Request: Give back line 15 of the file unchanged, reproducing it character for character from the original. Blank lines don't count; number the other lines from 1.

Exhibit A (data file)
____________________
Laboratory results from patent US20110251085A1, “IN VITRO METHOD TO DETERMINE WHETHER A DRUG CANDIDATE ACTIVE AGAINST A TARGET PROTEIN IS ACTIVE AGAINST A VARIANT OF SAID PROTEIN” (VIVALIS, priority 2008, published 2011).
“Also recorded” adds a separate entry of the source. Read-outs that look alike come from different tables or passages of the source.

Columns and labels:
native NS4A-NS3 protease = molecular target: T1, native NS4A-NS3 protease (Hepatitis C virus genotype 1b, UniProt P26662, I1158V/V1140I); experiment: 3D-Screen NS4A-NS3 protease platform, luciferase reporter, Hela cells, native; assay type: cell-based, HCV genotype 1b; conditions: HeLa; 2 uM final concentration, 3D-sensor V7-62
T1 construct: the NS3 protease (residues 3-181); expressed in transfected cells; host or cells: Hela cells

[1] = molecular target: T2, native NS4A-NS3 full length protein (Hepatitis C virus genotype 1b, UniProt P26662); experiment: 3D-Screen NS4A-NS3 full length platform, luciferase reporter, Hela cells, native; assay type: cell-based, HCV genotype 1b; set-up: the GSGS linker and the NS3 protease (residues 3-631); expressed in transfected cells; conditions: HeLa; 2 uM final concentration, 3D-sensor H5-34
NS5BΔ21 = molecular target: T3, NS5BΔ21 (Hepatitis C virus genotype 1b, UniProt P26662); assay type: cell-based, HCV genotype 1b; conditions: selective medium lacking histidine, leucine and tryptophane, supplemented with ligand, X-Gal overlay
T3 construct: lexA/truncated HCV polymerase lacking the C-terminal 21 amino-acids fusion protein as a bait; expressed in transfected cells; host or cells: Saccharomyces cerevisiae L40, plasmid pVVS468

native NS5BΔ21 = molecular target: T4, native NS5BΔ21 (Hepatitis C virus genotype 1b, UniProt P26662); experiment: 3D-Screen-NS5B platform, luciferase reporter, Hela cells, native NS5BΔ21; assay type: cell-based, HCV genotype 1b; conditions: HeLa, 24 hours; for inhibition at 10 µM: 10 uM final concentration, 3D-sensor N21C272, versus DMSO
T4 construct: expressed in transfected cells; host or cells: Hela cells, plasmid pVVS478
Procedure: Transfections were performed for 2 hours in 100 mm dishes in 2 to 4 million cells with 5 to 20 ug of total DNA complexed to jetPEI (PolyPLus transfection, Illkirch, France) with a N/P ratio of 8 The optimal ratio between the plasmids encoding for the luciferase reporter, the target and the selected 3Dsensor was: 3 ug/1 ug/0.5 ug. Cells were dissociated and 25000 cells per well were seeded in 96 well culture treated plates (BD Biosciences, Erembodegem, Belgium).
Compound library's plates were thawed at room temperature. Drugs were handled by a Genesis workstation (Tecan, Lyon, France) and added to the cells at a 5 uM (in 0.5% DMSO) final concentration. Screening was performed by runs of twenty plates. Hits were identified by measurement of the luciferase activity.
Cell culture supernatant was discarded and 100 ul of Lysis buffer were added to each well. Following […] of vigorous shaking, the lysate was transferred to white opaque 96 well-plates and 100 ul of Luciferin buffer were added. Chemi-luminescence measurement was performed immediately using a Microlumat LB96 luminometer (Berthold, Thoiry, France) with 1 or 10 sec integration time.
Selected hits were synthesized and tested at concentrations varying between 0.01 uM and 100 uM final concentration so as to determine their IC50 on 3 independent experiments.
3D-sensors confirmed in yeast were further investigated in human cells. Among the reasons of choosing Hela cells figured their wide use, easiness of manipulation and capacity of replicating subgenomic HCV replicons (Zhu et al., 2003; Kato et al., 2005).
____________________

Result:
3D-sensors confirmed in yeast were further investigated in human cells. Among the reasons of choosing Hela cells figured their wide use, easiness of manipulation and capacity of replicating subgenomic HCV replicons (Zhu et al., 2003; Kato et al., 2005).